Archaeomagnetic Dating Laboratory

Lab Directors: Eric Blinman and Jeffrey Cox


The Archaeomagnetic Dating Laboratory was established in 1988 by Dr. Daniel Wolfman, with Jeffrey Royce Cox as the laboratory technician. Since Dan's death in 1994, the lab has continued under the direction of Dr. Eric Blinman and Cox. The lab is one of three dedicated laboratories in the Americas—the others are at the Illinois State Museum (Dr. Stacey Lengyel) and Yale University (Dr. Roderick McIntosh). Other archaeomagnetic researchers active in the United States include Dr. Rob Sternberg, Dr. Jeff Eighmy, and William Deaver.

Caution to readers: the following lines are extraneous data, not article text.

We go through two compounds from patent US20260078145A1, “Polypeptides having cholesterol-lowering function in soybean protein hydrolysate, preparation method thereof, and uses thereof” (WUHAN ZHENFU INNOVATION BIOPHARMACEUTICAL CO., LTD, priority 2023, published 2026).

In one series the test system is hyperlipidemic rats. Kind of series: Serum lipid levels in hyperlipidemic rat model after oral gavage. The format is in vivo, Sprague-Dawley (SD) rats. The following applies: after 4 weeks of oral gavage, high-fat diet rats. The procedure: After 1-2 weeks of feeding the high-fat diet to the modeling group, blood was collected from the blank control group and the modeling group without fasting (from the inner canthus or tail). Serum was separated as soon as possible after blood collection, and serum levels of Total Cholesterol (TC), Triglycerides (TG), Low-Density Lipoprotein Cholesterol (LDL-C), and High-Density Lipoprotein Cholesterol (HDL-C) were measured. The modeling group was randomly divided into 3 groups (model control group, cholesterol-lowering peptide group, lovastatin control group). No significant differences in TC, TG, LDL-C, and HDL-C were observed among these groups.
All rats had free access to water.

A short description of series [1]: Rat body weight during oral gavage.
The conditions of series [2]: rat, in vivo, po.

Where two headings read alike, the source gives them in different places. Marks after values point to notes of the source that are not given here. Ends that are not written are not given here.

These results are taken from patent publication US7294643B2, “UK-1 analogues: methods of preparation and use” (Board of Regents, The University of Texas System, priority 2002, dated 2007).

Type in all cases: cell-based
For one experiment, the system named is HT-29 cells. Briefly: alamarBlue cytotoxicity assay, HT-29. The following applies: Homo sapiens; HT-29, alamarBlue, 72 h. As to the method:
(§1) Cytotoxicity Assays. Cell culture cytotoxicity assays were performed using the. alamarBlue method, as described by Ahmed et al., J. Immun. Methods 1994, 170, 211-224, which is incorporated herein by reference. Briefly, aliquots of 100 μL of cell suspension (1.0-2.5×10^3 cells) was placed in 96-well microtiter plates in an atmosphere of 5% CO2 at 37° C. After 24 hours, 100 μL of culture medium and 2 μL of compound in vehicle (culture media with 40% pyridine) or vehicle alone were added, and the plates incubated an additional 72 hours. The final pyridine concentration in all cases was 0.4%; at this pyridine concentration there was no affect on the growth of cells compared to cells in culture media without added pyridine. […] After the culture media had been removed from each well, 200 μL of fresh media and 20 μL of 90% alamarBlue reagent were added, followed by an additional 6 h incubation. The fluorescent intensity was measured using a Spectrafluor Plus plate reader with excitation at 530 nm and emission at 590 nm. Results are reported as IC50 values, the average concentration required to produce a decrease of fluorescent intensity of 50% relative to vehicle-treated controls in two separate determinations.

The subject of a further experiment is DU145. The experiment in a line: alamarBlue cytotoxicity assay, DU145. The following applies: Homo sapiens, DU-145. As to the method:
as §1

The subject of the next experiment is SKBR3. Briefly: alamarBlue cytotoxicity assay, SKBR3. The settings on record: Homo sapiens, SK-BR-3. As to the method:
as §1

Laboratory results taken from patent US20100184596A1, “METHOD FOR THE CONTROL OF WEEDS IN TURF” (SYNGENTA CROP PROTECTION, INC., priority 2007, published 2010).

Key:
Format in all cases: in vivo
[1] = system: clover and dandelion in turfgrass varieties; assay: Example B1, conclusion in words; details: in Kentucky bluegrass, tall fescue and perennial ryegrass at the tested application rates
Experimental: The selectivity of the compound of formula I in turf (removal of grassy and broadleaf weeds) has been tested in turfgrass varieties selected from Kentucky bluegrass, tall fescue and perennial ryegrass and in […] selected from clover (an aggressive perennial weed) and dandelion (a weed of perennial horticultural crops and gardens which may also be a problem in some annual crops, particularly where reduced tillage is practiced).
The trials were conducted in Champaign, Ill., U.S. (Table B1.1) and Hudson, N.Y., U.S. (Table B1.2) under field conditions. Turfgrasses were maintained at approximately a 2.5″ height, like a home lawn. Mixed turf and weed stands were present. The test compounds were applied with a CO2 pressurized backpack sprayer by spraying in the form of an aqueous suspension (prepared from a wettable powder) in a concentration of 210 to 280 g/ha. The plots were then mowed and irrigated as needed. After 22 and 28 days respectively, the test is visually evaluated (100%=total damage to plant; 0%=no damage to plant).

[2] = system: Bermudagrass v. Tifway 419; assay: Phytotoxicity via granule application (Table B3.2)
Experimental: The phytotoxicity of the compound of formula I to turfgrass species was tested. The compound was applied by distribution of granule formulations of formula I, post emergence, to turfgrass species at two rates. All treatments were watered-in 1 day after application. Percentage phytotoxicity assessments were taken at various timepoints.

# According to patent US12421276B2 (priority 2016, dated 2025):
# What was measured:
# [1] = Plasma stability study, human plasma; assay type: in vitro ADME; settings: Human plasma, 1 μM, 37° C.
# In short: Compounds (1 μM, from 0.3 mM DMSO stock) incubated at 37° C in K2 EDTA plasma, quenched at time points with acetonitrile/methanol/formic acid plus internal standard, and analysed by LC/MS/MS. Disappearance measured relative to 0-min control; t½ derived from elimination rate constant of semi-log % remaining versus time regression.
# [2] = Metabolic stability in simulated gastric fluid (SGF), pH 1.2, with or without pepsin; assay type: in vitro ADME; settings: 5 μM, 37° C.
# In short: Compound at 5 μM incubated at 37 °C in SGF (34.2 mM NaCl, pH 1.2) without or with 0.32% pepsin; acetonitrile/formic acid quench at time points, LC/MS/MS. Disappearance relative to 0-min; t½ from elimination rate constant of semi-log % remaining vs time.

Cox (left) and WolfmanArchaeomagnetic dating was advanced in the United States in the 1960s by Dr. Robert DuBois, professor emeritus, University of Oklahoma. The method is based on comparing the magnetic properties of burned archaeological deposits with calibration curves for the region of the earth's surface that includes the site. When magnetic minerals in soils and sediments are heated, their magnetic fields become oriented to the prevailing magnetic field. When the sediments cool, the orientations are fixed and remain as a "thermoremanent magnetic moment" (TRM). TRM alignments generally persist until the material is again heated to the original or a higher temperature, so that the archaeomagnetic orientation retains evidence of the last heating or burning event. Since the earth's magnetic field is constantly changing, the past apparent or "virtual geomagnetic pole" (VGP) position will be different at different times in the past. VGP positions from archaeological samples can be compared with the regional calibration curves, and the position of the sample VGP then can be interpreted as a date range. Successful archaeomagnetic dating requires appropriate earthen materials, fires sufficiently hot to create a strong and coherent alignment, recovery of a carefully aligned set of specimens from the burned archaeological feature, careful laboratory measurement of the specimens to determine a mean VGP and its error term, and interpretation of a date range from the relationship between the error ellipse and calibration curve.